4. You End Up with More Business: When you generate more energy and your competitors generate more energy, business picks up. That’s just the way the world works. When you contact people and meet people, then you get more business. This build up of energy results in a better market advantage because you’re not only seen with that one relationship, you’re also seen with other relationships that are tangential to you.
For example, you’re in a department store looking for a particular item and you ask the clerk where you can find it. The clerk explains that they don’t have what you’re looking for, but tells you where you can go to get it. Even though the clerk sent you to another company, that department store gets the market advantage because you see them as a solutions provider. And you’ll go back to the first department store next time you need something, whether you think they have what you’re looking for or not. When you create relationships with your competitors, you have all the answers, even if you can’t give the prospect exactly what they need.
5. You Learn New Skills: When you work with other people, you learn from them even if you aren’t necessarily trying. And they learn new things from you too. This learning is important, because you must fully understand how your skills complement each other, and how they are different. As a result, you enhance not only what you do, but you also enhance your brand because you know better what sets you apart. This gives you the opportunity to make yourself unique, which only has a positive impact on your business.
Relationships with businesses similar to yours can also be helpful when you’re stuck on something or need advice. You can call in other people who know your business and can give you advice. Even Donald Trump calls on other CEOs to help him with things he’s doing. It can get lonely at the top, so you need to develop relationships that have respect and trust from other organizations. Otherwise you won’t survive in the long term.
How Can You Approach Your Competitors? The first step in building relationships with your competitors is knowing who they are and what they do. Then you need to find an entrance that won’t be perceived as a threat. In other words, don’t approach them on something that is the exact same thing that you do. Then start a conversation by saying, “I would like to talk to you about this one corner of my business that I would like to share with you. So that I can know how this could be advantageous to your clients, I’d like to talk to you about your business.” Keep in mind, if you’re trying to find a marriage with a competitor, you need to be very non-threatening.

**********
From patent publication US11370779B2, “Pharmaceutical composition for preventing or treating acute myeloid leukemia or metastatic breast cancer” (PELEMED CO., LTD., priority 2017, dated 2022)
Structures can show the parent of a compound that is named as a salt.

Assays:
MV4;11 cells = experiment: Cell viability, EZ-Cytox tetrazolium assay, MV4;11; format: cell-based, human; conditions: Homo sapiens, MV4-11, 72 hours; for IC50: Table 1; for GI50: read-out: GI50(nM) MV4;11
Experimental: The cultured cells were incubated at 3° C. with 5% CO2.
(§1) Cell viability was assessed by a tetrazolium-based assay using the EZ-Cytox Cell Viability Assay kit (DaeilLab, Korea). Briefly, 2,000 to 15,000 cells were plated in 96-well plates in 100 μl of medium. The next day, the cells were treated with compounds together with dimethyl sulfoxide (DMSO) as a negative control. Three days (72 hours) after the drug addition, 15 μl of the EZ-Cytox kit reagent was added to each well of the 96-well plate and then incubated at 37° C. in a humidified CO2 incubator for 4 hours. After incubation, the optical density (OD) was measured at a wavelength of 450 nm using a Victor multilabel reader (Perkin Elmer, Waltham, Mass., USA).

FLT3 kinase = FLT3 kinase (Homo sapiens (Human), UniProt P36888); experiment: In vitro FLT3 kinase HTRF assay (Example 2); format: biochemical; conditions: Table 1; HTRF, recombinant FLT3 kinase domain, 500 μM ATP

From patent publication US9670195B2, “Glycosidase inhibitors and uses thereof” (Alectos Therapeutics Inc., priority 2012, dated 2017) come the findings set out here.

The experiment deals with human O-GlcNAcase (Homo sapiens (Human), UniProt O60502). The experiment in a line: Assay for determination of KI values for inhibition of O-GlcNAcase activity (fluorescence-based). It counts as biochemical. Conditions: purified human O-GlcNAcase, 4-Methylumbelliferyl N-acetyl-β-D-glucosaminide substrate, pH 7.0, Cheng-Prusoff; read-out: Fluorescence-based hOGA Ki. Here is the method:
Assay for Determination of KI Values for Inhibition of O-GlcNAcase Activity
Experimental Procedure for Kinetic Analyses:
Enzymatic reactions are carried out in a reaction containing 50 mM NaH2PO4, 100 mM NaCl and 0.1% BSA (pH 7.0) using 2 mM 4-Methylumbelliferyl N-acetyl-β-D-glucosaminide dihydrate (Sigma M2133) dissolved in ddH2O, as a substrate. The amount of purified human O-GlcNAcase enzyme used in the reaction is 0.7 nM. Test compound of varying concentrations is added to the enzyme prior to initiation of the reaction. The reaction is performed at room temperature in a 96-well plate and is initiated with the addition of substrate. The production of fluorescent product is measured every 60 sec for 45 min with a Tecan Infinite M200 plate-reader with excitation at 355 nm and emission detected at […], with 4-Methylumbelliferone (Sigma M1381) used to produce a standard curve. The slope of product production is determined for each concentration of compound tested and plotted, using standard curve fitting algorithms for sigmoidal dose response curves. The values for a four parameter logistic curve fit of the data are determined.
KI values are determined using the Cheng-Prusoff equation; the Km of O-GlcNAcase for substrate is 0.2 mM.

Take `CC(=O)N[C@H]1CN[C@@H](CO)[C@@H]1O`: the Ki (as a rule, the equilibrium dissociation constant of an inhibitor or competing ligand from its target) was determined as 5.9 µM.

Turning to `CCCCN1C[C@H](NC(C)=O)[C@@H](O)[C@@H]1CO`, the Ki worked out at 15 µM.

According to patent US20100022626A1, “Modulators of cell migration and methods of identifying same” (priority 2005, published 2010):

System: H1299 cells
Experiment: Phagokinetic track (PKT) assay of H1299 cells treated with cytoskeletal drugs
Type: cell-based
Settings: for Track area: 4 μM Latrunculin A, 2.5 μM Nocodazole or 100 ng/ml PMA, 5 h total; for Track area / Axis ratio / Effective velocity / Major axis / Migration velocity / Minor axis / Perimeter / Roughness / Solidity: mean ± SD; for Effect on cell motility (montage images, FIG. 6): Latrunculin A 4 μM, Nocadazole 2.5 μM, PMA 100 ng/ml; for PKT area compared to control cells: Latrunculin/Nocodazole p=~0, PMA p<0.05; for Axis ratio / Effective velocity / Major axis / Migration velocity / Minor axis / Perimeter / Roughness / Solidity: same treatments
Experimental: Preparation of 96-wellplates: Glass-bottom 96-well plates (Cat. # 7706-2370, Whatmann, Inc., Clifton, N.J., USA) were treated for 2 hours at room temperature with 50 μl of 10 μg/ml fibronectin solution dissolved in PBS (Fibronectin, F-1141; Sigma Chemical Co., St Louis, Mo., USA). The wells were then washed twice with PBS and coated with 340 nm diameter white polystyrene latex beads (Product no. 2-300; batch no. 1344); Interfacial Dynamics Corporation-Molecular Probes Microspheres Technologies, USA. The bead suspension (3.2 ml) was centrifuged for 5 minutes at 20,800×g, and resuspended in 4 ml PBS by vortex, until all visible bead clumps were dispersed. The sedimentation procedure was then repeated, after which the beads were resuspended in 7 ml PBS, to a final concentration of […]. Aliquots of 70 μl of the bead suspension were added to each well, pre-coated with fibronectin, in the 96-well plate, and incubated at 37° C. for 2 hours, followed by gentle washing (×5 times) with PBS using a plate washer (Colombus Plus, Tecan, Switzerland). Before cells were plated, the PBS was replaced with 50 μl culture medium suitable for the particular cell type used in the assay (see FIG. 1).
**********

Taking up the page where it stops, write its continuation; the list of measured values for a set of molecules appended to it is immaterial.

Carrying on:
If they aren’t receptive, then move on to another competitor. This relationship has to be reciprocal. If you keep sending a company business and you never get anything from them, then ask yourself if pursuing the relationship is advantageous to you. If it isn’t working in both directions, then you need to let it go.
Embracing Your Competition for a More Successful Future: Companies are often afraid of forming relationships because they think that if they share too much with their competitors, then they might steal their business. But just talking about your business doesn’t automatically allow your competitors to see everything in your brain.
The market today is filled with people who need things, and many companies can fulfill those needs. The bigger range of products or services you can offer, then the bigger your business will grow. You can’t look building relationships with your competitors as something that shrinks your business. You must look at it as helping define a greater demand for everyone. You’ll get more business anyway, just by showing up and being there.
By building relationships with your competition, you’ll expand the market, create a greater demand, and grow your business to otherwise unreachable levels of success.
Learn more about Marsha Lindquist at http://www.themanagementlink.com/marsha_lindquist.html